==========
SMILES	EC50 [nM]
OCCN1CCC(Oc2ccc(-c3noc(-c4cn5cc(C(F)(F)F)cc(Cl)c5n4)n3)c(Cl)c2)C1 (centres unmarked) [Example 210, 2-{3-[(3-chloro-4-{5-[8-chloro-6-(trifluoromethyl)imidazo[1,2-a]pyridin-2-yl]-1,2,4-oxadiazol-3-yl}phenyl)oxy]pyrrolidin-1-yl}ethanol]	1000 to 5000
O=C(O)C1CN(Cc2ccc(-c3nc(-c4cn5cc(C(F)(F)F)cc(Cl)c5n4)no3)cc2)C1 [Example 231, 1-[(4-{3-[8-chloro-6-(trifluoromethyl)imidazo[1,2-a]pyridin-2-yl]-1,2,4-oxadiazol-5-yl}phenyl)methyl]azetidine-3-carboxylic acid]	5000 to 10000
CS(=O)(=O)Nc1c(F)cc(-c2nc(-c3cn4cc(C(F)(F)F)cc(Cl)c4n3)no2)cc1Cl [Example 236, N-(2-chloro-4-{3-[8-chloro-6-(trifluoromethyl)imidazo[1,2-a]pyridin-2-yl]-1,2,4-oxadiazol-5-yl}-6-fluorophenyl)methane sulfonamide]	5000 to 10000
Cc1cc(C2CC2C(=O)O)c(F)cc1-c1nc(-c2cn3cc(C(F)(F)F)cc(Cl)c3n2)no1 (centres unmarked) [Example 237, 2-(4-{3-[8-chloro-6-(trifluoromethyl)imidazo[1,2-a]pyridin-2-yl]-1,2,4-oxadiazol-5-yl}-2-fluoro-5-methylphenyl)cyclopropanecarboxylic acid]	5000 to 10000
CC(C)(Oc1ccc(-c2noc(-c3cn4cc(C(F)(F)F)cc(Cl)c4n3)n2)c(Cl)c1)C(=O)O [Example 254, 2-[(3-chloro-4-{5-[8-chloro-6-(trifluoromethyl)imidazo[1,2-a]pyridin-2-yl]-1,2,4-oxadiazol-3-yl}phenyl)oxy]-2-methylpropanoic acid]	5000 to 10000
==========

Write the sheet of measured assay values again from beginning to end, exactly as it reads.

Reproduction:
SMILES	EC50 [nM]
OCCN1CCC(Oc2ccc(-c3noc(-c4cn5cc(C(F)(F)F)cc(Cl)c5n4)n3)c(Cl)c2)C1 (centres unmarked) [Example 210, 2-{3-[(3-chloro-4-{5-[8-chloro-6-(trifluoromethyl)imidazo[1,2-a]pyridin-2-yl]-1,2,4-oxadiazol-3-yl}phenyl)oxy]pyrrolidin-1-yl}ethanol]	1000 to 5000
O=C(O)C1CN(Cc2ccc(-c3nc(-c4cn5cc(C(F)(F)F)cc(Cl)c5n4)no3)cc2)C1 [Example 231, 1-[(4-{3-[8-chloro-6-(trifluoromethyl)imidazo[1,2-a]pyridin-2-yl]-1,2,4-oxadiazol-5-yl}phenyl)methyl]azetidine-3-carboxylic acid]	5000 to 10000
CS(=O)(=O)Nc1c(F)cc(-c2nc(-c3cn4cc(C(F)(F)F)cc(Cl)c4n3)no2)cc1Cl [Example 236, N-(2-chloro-4-{3-[8-chloro-6-(trifluoromethyl)imidazo[1,2-a]pyridin-2-yl]-1,2,4-oxadiazol-5-yl}-6-fluorophenyl)methane sulfonamide]	5000 to 10000
Cc1cc(C2CC2C(=O)O)c(F)cc1-c1nc(-c2cn3cc(C(F)(F)F)cc(Cl)c3n2)no1 (centres unmarked) [Example 237, 2-(4-{3-[8-chloro-6-(trifluoromethyl)imidazo[1,2-a]pyridin-2-yl]-1,2,4-oxadiazol-5-yl}-2-fluoro-5-methylphenyl)cyclopropanecarboxylic acid]	5000 to 10000
CC(C)(Oc1ccc(-c2noc(-c3cn4cc(C(F)(F)F)cc(Cl)c4n3)n2)c(Cl)c1)C(=O)O [Example 254, 2-[(3-chloro-4-{5-[8-chloro-6-(trifluoromethyl)imidazo[1,2-a]pyridin-2-yl]-1,2,4-oxadiazol-3-yl}phenyl)oxy]-2-methylpropanoic acid]	5000 to 10000